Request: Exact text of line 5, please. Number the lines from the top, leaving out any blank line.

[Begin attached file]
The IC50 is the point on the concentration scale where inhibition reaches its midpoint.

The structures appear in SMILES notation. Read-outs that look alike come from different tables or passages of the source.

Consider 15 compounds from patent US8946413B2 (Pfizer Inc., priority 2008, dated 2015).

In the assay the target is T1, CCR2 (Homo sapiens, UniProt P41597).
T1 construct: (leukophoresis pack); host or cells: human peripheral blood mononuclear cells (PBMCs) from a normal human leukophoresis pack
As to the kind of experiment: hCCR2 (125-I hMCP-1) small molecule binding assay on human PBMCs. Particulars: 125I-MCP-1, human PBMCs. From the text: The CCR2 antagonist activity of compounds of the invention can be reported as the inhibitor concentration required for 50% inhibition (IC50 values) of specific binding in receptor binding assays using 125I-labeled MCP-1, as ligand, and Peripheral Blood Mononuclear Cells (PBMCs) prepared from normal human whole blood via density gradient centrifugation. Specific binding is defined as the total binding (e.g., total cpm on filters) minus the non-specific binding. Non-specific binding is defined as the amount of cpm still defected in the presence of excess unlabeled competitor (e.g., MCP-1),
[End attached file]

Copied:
T1 construct: (leukophoresis pack); host or cells: human peripheral blood mononuclear cells (PBMCs) from a normal human leukophoresis pack